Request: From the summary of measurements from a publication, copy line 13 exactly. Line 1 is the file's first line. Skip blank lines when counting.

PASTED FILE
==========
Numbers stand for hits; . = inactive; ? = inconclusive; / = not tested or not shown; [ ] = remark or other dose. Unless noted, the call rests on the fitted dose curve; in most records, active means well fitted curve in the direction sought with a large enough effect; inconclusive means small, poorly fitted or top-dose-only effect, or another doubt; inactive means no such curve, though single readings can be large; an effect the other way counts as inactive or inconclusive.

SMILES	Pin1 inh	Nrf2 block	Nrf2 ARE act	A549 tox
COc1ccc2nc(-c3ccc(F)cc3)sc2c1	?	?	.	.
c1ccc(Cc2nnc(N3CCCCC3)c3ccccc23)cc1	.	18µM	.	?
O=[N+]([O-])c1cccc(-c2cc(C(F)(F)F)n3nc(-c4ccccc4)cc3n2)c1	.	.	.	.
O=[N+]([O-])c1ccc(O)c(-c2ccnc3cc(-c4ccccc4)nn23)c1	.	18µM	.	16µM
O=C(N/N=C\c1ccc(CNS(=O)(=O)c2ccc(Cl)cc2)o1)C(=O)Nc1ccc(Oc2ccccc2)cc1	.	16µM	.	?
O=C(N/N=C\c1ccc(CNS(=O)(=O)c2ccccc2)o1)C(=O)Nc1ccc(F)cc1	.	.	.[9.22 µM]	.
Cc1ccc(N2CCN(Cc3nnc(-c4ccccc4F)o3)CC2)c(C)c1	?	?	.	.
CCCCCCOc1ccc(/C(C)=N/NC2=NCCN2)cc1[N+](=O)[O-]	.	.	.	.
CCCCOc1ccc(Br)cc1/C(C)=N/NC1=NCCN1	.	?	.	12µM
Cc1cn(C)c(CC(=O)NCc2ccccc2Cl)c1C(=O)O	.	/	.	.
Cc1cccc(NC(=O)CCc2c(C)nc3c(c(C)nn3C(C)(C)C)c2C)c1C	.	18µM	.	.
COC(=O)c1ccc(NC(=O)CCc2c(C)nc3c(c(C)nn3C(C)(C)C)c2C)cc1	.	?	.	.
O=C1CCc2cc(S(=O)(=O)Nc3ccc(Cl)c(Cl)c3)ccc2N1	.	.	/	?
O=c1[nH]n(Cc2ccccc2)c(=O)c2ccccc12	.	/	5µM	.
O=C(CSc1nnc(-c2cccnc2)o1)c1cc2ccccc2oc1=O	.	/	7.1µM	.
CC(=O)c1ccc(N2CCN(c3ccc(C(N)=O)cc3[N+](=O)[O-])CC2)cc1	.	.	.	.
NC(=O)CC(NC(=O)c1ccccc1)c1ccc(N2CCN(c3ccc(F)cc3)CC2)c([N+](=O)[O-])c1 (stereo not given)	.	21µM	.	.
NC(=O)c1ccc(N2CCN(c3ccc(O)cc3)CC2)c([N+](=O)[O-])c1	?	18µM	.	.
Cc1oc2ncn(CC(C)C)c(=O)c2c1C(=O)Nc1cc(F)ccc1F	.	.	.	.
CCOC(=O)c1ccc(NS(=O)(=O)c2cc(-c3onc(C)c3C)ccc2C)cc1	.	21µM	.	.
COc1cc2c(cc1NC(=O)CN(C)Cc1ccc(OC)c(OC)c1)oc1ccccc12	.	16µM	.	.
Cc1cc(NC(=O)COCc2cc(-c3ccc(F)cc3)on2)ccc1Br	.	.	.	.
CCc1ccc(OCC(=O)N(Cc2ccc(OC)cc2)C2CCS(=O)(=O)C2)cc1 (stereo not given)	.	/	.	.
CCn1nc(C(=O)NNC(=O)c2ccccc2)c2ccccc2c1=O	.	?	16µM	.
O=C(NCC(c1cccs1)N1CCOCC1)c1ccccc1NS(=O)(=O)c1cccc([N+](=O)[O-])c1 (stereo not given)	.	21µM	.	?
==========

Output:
Cc1cccc(NC(=O)CCc2c(C)nc3c(c(C)nn3C(C)(C)C)c2C)c1C	.	18µM	.	.